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By Maleho Mosimane | Jun 07, 2010 | COMMENTS [ 0 ]

Cometh the moment, cometh ... Bafana Bafana.

Cometh the moment, cometh ... Bafana Bafana.

Well, it is truly Ke Yona - to borrow from the slogan of a knockout competition just ended while hoping Fifa "advertising" rules are not being flouted.

And as those Bafana Bafana fans who are fortunate to have tickets for the opening match against Mexico go through all the hundred-and-one dos and don'ts of the Fifa tournament - such as getting to the match much, much earlier than we Mzansi fans are wont to - a very, very big don't is not to spur on the Mexico team to victory while you think you are encouraging your team to fight for the glory of the motherland.

Of course those scissors kick signs are out, completely out, when you think a substitution is long overdue and so is booing of any of our players (Booooooooth, is not booing, even though it may confuse Mexico).

But one of the most important don'ts for this particular match is to refrain, no matter the temptation, from singing Olé, Olé, Olé or making the Mexican Wave.

Let the Mexican fans and their players say South Africans are killjoys or bad hosts, but we are not going to sing their Olé war chant.

Of course, after we have our boots on their necks in victory (like the Spanish matador does after killing the bull) we'll bellow out the Olé and make wave upon wave.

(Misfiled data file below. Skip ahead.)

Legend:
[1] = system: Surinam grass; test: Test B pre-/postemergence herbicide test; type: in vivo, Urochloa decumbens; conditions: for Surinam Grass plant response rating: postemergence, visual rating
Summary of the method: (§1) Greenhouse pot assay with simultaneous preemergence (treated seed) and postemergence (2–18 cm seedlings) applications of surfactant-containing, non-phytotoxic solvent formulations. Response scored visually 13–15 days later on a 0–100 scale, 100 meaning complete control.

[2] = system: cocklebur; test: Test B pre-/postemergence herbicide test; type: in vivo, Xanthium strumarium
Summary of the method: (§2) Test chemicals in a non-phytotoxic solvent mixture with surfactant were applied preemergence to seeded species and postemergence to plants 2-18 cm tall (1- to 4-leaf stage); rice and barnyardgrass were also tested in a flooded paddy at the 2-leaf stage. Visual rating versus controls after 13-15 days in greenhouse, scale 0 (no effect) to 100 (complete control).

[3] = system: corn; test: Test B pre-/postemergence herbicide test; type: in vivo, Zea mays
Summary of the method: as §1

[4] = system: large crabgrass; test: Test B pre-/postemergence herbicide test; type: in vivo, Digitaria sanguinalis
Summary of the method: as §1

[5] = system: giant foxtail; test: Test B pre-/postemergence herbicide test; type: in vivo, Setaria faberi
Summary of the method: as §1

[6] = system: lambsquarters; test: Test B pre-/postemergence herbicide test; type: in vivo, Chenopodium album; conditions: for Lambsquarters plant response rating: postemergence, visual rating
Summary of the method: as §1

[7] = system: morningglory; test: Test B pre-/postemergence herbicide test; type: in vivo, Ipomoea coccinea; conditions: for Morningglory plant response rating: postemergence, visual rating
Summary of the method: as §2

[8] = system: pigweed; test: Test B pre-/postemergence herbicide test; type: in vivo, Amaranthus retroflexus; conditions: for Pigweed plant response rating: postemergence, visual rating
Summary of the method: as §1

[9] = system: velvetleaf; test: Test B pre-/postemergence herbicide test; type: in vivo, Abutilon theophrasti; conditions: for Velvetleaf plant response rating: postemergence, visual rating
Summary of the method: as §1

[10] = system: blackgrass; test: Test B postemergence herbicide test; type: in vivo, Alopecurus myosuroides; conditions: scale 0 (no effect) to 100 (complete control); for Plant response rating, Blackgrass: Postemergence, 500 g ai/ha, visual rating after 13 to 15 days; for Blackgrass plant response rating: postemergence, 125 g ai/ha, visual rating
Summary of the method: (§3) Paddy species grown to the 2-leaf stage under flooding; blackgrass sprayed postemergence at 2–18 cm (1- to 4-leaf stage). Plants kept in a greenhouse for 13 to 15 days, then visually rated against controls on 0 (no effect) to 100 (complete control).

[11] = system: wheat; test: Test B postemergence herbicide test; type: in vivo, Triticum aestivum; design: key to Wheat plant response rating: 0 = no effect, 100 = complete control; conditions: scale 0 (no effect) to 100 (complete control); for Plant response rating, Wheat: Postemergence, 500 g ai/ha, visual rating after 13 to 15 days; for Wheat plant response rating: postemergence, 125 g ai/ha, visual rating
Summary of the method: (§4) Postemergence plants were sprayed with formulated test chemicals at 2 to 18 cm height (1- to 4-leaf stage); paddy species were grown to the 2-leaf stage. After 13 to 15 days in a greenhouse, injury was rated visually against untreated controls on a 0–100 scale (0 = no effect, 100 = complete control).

Olé has its origins in the Spanish bullfight game when fans encourage a matador to be brave . Mexico are a Spanish-speaking country and have adapted this song and exported it to the world.

The Wave (or la Ola in Spanish) has been around in North America for decades. It is said to have been popular at university football matches and spectators made it up in the 1963 film Son of Flubber in the US. But Mexico had a world stage when they hosted the 1986 Fifa World Cup and introduced the world to this phenomenon that was christened "The Mexican Wave".

So, though it is fun to behold and is good for the Fifa spirit of Fair Play irrespective of what fans perform it and for which team, on this occasion, sorry, the wave will only serve to spur the Mexican team on so should not be encouraged.

They will recognise it as their own more than we can, so, let them call us spoil sports but let's remain seated and give the Mexican Wave a miss whenever any one of their fans starts it.

(Incidentally the Australian Cricket Council has banned their The Wave because as they rise up spectators can deliberately or accidentally throw a can, hot food ... even urine! But in Melbourne fans are ignoring the ban.)

And when Mexican fans sing any of their many silly songs, including the Olé, Olé, Olé let us drown them out with full-throat rendition of Shosholoza or whatever else.

Personally, I simply can't stand those eardrum-splitting vuvuzelas. I just can't. I hate it. But on this occasion I say blow them to kingdom come. I reckon the vuvuzela will do a much more effective job than any song we can sing to drown any Mexican song or silly instruction from their coaches to the players.

Like coach Carlos Alberto Parreira says, the "fufusela" will confuse and irritate their players and bench to bits and make them easy prey for Bafana Bafana.


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